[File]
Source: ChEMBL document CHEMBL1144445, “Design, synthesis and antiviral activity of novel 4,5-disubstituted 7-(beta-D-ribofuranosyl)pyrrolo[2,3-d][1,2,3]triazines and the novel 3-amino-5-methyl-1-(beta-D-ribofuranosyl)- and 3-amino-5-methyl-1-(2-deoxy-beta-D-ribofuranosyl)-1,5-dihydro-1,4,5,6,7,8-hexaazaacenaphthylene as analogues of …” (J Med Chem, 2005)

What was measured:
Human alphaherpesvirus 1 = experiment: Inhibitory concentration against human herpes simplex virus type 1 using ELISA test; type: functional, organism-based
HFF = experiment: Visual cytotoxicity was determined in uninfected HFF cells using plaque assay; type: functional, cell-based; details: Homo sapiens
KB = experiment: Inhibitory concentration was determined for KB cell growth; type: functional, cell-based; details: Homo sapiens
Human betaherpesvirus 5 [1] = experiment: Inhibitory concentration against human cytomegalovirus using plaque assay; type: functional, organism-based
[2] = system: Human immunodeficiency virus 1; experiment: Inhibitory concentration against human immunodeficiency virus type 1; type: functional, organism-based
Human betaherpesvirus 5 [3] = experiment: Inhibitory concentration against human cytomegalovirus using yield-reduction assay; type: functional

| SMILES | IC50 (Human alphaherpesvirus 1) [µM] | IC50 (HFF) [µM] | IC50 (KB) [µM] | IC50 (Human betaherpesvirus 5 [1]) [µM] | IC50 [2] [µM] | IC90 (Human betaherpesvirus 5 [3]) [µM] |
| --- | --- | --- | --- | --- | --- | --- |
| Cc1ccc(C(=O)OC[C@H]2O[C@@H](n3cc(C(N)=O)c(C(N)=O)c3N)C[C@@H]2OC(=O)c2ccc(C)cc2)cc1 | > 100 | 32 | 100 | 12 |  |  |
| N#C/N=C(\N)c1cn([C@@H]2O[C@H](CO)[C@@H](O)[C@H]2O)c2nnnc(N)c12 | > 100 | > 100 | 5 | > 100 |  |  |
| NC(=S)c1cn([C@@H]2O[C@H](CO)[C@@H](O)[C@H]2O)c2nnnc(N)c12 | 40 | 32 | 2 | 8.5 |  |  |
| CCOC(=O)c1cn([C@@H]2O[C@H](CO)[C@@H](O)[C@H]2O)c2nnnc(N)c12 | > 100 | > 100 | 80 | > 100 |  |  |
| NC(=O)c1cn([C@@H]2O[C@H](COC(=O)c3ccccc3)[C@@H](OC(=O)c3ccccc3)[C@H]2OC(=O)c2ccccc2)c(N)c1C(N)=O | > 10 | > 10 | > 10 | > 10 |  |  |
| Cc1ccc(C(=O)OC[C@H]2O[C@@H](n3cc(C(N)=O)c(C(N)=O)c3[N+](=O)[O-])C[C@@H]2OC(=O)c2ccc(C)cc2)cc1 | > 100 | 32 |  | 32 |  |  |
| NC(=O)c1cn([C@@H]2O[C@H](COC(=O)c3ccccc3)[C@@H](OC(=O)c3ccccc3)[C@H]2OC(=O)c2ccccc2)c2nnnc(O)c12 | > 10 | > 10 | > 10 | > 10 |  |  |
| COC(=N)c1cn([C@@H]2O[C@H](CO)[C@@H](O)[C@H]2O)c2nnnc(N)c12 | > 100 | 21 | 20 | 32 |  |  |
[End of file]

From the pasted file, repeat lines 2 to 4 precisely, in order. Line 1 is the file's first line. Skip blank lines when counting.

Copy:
What was measured:
Human alphaherpesvirus 1 = experiment: Inhibitory concentration against human herpes simplex virus type 1 using ELISA test; type: functional, organism-based
HFF = experiment: Visual cytotoxicity was determined in uninfected HFF cells using plaque assay; type: functional, cell-based; details: Homo sapiens